We were damaged

kennedy coins

November 22, 1963 was a Friday, like today.  We’re minutes away from the 50th anniversary of that day.  That day and the next 3 days we watched TV, and tried to comprehend.  Every chronological event of those 3 days moved us further into incomprehension.

The president has been shot, the president has died, Walter Cronkite taking off his glasses, the catch in his voice, the swearing in on the plane of a new president with a southern accent.

The casket, the widow behind a veil, the rotunda, the mourners.

The movie theater, the dead policeman, the small sandy-haired guy with a black eye and a Russian wife, the grunt when he was shot.

The flag-draped casket, the horses, the drums, the widow, the brothers, the street, the salute.

We lost a president that day, but had no comprehension of how much we had lost, and how much more we were going to lose.

I’ve tried to write about this, but all I can bring is nouns, names.  I don’t know if Kennedy and his brother and Martin Luther King could have saved us from what was to come, but I know we became more vulnerable.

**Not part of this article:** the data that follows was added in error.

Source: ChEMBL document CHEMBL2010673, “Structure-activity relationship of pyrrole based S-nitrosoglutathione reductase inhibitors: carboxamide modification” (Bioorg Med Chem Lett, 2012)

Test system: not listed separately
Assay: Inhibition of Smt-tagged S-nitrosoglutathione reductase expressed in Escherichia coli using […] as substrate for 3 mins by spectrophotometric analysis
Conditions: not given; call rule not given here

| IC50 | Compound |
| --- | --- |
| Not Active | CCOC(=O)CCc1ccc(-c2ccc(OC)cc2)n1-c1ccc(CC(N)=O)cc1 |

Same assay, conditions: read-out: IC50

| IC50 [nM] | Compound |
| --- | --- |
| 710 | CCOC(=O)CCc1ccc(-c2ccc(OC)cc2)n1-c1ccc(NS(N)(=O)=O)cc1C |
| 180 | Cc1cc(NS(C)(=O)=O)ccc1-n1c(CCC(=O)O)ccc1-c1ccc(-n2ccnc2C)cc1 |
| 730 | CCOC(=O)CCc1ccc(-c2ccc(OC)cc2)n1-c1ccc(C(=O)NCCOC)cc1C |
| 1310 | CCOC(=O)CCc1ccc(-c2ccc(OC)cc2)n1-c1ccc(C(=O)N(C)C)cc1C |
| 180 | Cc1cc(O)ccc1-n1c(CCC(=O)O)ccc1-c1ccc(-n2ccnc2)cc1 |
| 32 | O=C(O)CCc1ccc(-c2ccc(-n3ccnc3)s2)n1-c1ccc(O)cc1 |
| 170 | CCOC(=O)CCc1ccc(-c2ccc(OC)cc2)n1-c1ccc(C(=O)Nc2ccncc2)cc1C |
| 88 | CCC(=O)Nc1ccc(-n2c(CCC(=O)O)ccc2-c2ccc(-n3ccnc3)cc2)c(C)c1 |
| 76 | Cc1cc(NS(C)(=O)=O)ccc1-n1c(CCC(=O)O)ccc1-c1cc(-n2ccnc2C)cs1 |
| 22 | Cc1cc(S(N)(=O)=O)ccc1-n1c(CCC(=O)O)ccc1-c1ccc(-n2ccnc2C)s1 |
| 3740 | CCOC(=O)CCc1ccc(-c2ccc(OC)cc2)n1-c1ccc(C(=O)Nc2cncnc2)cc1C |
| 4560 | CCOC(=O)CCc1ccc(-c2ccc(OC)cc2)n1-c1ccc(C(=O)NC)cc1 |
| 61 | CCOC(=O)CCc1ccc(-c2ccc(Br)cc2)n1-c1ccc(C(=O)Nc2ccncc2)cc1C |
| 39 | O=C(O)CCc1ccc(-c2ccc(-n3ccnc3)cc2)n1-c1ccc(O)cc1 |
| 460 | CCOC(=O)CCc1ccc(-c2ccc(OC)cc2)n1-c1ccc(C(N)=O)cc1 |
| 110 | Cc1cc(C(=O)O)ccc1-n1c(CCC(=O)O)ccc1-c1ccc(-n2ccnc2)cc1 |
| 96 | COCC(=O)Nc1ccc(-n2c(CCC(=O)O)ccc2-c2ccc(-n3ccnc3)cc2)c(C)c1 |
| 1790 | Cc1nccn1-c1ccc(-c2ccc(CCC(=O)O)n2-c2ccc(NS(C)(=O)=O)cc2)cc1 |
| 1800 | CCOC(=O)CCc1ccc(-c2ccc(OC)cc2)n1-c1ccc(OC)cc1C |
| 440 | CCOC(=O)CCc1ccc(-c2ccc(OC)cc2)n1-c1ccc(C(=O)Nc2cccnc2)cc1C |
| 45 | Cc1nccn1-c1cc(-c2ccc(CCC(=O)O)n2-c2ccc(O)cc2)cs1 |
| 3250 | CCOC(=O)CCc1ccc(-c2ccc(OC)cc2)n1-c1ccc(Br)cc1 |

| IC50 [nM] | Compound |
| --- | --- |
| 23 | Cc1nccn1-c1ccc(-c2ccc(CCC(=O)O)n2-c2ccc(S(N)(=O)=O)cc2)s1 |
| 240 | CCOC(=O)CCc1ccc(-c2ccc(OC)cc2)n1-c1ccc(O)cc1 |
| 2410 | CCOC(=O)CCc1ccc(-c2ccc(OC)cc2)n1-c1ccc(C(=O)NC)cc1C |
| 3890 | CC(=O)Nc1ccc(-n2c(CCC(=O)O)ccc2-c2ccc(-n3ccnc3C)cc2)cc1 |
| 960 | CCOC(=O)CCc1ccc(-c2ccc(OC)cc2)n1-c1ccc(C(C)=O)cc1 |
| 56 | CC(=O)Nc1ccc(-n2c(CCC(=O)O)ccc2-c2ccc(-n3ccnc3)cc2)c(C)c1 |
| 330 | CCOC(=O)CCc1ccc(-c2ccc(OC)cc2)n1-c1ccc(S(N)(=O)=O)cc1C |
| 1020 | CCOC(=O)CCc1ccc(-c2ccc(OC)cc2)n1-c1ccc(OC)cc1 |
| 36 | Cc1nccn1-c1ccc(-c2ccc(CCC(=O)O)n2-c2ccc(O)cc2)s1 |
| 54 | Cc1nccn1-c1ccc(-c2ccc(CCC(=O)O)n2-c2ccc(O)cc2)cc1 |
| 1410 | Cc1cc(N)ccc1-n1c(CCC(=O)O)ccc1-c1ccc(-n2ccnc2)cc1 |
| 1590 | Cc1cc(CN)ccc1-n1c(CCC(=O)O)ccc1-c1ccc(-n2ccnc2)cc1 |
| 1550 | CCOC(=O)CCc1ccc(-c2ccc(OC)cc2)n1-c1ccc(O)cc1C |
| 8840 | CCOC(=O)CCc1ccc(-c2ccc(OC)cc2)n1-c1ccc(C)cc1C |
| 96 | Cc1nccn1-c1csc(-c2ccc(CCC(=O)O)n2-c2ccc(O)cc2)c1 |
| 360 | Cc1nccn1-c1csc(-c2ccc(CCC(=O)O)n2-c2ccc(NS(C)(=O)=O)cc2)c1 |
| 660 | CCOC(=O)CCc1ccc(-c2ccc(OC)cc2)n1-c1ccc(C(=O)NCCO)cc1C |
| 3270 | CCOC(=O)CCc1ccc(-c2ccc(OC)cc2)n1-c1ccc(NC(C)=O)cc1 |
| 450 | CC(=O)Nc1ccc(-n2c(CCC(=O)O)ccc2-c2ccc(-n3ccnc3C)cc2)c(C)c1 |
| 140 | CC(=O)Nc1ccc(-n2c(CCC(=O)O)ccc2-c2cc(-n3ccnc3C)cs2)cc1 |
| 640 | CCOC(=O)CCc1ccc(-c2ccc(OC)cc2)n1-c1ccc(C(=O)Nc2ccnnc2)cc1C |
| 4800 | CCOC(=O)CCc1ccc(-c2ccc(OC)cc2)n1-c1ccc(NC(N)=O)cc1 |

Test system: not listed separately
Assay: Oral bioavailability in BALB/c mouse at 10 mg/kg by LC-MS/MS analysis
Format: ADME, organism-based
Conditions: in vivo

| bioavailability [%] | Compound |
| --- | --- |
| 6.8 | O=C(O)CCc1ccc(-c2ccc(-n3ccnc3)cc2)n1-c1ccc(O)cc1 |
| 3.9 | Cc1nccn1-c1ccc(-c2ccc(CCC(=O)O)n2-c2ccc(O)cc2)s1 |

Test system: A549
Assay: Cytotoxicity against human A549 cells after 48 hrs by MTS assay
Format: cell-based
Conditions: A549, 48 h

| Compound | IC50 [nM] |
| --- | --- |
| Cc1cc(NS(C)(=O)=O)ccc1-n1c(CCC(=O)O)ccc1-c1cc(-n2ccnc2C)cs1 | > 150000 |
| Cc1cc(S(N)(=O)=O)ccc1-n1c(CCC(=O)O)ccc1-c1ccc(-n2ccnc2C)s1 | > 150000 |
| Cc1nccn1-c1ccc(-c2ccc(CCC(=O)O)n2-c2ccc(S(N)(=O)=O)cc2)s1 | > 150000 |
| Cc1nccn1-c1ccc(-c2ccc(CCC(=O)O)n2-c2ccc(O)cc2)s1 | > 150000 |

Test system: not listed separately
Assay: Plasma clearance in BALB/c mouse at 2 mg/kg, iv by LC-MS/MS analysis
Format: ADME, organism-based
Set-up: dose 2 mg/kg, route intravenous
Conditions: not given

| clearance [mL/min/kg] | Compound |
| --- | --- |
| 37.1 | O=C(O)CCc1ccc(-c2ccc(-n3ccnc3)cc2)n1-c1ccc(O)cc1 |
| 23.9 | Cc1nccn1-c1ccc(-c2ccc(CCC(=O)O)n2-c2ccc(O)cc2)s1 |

John.  Martin. Bobby.  Malcom

Michael, Andrew and James

Selma, Vietnam Mai Lai, Cambodia

Cuba Iran Chile Nicaragua Iraq Afghanistan

Civil rights voter rights gerrymandering filibusters

 TURNING and turning in the widening gyre
The falcon cannot hear the falconer;
Things fall apart; the centre cannot hold;
Mere anarchy is loosed upon the world,
The blood-dimmed tide is loosed, and everywhere
The ceremony of innocence is drowned;
The best lack all conviction, while the worst
Are full of passionate intensity.

Surely some revelation is at hand;
Surely the Second Coming is at hand.
The Second Coming! Hardly are those words out
When a vast image out of Spiritus Mundi
Troubles my sight: somewhere in sands of the desert
A shape with lion body and the head of a man,
A gaze blank and pitiless as the sun,
Is moving its slow thighs, while all about it
Reel shadows of the indignant desert birds.
The darkness drops again; but now I know
That twenty centuries of stony sleep
Were vexed to nightmare by a rocking cradle,
And what rough beast, its hour come round at last,
Slouches towards Bethlehem to be born.



About Diane Weist

First year of the baby boom, ex-hippie who always had a job, born with a raised eyebrow, only child and it shows, occasional painter and writer, outsider. Raging, raging against the dying of the light.
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